nine months on the mortgage portfolio you’ve seen that the customers who are
    renewing their mortgages or came in on a variable basis are now taking fixed
    term mortgages, which are giving also additional better margins.”



TD Bank

Q2 net income: $1.72 billion (+1.8% Y/Y)

Earnings per share: $1.78

  • TD’s residential mortgage
    portfolio was up slightly to $156 billion in Q2, up from $155 billion in
    the previous quarter and $145 billion in Q2 2012. (Source)
  • TD says its real estate secured lending
    (RESL) volume increased 4% Y/Y (Source)
  • The bank’s 3% Y/Y growth in personal lending reflects “a slowing housing market and continued consumer deleveraging.” (Source)
  • TD adds its RESL portfolio,
    including securitized mortgages, benefits from the fact that 68% of the
    portfolio is government insured, and 73% of HELOCs are in first lien
    position (down from 75% in Q1) and a further 23% are in second to a TD
    first (up from 20%). (Source)
  • When
    asked about the substantial decrease in TD’s insured portfolio and
    increase in its uninsured portfolio, Tim Hockey, Group Head, Canadian
    Banking, Auto Finance, and Credit Cards, responded: “We’ve
    been quite concerned about the overall growth rate of real estate secured
    lending for the last number of years.
    And so the regulatory changes that
    have actually been taking place over a number of years, quite prudently
    implemented over a long period of time, are actually having almost
    precisely the effect that we would have expected, which is a slow landing.”
  • He added: “…Because of the
    changes around the high ratio mortgage versus conventional, all the
    mortgage originations are down year-over-year, but conventional are down
    less. So in other words, what you would ascribe to be first-time home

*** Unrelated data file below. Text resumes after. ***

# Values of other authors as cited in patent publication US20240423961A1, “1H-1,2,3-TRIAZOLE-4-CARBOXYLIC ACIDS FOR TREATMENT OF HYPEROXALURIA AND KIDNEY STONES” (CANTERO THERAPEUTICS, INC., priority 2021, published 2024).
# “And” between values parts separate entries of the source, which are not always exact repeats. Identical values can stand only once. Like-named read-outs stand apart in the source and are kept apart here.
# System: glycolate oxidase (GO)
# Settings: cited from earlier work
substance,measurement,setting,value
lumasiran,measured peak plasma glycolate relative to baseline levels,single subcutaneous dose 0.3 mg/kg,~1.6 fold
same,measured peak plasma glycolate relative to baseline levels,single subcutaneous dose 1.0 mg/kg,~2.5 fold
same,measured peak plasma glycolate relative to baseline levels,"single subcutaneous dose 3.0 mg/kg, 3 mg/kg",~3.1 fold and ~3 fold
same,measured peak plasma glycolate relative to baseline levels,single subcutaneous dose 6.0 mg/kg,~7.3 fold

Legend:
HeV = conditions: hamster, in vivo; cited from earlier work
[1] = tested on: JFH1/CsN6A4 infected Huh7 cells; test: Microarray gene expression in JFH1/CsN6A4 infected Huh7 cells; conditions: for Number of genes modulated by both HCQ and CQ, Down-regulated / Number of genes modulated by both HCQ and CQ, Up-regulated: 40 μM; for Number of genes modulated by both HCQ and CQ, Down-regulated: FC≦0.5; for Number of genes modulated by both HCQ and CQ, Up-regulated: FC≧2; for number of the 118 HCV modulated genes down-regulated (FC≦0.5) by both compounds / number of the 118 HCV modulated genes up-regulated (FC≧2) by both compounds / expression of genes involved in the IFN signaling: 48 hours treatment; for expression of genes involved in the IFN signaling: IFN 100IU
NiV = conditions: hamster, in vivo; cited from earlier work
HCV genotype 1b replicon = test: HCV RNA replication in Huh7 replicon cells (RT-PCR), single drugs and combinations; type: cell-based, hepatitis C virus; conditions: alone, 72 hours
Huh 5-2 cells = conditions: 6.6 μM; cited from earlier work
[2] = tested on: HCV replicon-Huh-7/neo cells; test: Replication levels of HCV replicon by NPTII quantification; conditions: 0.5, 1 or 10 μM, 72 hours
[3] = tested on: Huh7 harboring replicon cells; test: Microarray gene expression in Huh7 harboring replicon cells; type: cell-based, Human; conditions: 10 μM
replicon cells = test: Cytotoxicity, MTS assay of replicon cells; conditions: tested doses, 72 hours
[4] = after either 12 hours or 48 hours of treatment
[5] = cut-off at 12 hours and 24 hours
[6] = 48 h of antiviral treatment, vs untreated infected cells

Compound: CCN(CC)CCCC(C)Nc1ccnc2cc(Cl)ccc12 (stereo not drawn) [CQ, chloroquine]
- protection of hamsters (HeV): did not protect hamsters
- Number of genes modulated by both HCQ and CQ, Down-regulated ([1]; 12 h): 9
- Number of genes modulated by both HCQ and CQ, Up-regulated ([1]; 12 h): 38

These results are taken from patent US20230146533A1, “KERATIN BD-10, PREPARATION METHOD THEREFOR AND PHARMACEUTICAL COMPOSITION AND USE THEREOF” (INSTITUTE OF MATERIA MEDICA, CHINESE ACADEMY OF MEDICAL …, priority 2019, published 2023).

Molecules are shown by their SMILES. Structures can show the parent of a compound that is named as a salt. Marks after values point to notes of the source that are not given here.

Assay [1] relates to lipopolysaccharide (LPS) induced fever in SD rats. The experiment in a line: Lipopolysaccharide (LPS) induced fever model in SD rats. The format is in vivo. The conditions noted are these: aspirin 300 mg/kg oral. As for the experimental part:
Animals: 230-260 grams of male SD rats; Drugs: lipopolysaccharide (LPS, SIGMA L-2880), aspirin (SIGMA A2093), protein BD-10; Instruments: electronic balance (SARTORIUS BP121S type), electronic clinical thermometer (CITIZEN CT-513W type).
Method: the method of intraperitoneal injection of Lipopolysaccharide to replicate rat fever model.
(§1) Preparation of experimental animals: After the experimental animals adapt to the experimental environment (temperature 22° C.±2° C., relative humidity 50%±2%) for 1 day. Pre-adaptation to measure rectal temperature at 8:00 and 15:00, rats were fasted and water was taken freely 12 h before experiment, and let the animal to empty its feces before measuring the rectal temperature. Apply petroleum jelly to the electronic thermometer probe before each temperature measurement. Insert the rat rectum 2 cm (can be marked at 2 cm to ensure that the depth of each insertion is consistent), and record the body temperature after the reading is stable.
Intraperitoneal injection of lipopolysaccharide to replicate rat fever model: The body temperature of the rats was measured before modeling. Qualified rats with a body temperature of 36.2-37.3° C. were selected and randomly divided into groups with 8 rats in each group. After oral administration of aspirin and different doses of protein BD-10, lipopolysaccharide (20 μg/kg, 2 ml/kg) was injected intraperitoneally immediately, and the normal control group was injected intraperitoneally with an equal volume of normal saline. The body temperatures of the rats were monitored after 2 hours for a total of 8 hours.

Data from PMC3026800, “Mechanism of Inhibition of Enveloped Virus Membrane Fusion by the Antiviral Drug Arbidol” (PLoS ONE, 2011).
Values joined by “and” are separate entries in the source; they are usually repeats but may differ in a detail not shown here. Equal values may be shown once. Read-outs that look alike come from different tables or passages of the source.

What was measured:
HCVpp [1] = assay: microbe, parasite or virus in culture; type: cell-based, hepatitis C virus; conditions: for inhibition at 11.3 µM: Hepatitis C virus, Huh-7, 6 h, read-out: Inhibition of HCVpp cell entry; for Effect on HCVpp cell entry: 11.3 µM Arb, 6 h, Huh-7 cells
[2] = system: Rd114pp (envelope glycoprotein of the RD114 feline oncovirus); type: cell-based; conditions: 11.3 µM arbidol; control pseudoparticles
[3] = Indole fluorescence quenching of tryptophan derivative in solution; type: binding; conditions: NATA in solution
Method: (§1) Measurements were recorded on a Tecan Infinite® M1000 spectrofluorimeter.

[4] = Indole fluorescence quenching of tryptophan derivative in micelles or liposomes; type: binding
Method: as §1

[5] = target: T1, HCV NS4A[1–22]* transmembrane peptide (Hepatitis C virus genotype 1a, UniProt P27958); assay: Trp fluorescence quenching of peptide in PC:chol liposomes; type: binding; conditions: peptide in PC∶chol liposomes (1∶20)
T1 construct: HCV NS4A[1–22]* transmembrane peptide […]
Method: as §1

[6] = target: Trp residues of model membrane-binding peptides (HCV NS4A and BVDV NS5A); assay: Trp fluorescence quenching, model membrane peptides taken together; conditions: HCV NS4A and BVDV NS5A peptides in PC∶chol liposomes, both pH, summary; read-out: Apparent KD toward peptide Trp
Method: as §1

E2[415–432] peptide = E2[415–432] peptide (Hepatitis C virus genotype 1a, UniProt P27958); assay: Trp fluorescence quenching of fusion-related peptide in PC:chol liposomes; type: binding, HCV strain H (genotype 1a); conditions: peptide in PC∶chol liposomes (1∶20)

buyers have actually had more of an impact, which you could say is
    probably bang-on what the regulatory changes would have expected.” (Source)
  • “We’re clearly seeing that even notwithstanding a low
    interest rate environment
    , and obviously
    there’s been lots of conversation about
    that rate, that consumers are not backing up the truck and actually
    creating a frothy housing market
    as low interest rates are usually
    incenting them to do.”
  • “In terms of channel originations, all channels are
    down year-over-year
    . In our particular case, our broker channel is down
    , but that I would ascribe much more to service improvements and
    changes we’ve made in our own channels as opposed to an industry
    phenomenon,” Hockey continued. (Source)
    (TD’s broker channel has seemed to get more competitive this year.)
  • “I would say pricing is aggressive, but not unduly so
    for a spring market. And clearly it was a cold spring, so that does have
    an effect on the activity… There’s some speculation [on], is there going to be a
    resurgence? But if you talk to Craig Alexander at TD Economics,
    he would say our
    expectation is still for having a fairly tepid spring mortgage market.” (Source)
  • Every time we do [stress tests], and we’ve
    become quite expert at doing stress tests, it continues to show that in
    Canada, given the nature of this business, given the government guarantees
    and the insurance portfolio, that we continue to make
    money in Canadian banking overall – we don’t go into the negative.”
  • “…Three or four years into the (mortgage rule) changes, [the market is] moderating exactly as expected. But if we’re wrong, at whatever percentage of likelihood
    that is, then we still feel good about the stress test(s).” (Source)
  • “On the
    stress tests, it’s really not the mortgage portfolio that you’re worried about…If you paint that type of scenario where you have such a
    reduction in house prices across the country, it’s really your other
    credit portfolios that would be more of a concern – the unsecured credit
    portfolios, then your commercial portfolio. So we stress that as well, and
    really to the deepest scenario that we can paint, the Canadian operations
    remain profitable
    . It’s not a good picture but it’s a profitable picture,”
    said Mark Chauvin, Group Head & Chief Risk
    Officer. (Source)

Note: Transcripts are provided by third parties like Morningstar.
Their accuracy cannot be 100% assured.

Steve Huebl & Rob McLister,